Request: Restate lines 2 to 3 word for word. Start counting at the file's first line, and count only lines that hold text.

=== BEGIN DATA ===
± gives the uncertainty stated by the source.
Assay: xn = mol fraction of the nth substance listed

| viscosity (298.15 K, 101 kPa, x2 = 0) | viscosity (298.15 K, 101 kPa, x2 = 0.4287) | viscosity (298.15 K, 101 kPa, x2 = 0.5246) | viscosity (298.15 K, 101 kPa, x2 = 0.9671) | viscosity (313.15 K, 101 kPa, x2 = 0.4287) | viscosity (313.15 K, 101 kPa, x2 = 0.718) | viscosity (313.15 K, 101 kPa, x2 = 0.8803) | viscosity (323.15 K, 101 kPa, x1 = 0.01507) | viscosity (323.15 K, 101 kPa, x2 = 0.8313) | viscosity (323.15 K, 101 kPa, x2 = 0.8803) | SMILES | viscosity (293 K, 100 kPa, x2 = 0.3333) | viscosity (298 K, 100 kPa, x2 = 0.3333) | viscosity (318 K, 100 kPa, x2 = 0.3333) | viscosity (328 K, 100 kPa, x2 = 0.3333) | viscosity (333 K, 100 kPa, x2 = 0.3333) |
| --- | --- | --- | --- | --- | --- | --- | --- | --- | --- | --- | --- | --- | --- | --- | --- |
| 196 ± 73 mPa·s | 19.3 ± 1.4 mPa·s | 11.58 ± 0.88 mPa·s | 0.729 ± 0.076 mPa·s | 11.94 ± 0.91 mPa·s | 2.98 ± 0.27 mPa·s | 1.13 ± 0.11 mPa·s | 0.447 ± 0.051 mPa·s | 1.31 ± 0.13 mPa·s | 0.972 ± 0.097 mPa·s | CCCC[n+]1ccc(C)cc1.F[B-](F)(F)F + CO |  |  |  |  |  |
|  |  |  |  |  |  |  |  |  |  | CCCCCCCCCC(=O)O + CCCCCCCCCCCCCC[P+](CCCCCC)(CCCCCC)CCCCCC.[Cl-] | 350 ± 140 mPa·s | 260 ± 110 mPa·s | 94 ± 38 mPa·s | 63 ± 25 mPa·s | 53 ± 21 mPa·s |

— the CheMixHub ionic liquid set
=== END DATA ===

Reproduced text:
Assay: xn = mol fraction of the nth substance listed

| viscosity (298.15 K, 101 kPa, x2 = 0) | viscosity (298.15 K, 101 kPa, x2 = 0.4287) | viscosity (298.15 K, 101 kPa, x2 = 0.5246) | viscosity (298.15 K, 101 kPa, x2 = 0.9671) | viscosity (313.15 K, 101 kPa, x2 = 0.4287) | viscosity (313.15 K, 101 kPa, x2 = 0.718) | viscosity (313.15 K, 101 kPa, x2 = 0.8803) | viscosity (323.15 K, 101 kPa, x1 = 0.01507) | viscosity (323.15 K, 101 kPa, x2 = 0.8313) | viscosity (323.15 K, 101 kPa, x2 = 0.8803) | SMILES | viscosity (293 K, 100 kPa, x2 = 0.3333) | viscosity (298 K, 100 kPa, x2 = 0.3333) | viscosity (318 K, 100 kPa, x2 = 0.3333) | viscosity (328 K, 100 kPa, x2 = 0.3333) | viscosity (333 K, 100 kPa, x2 = 0.3333) |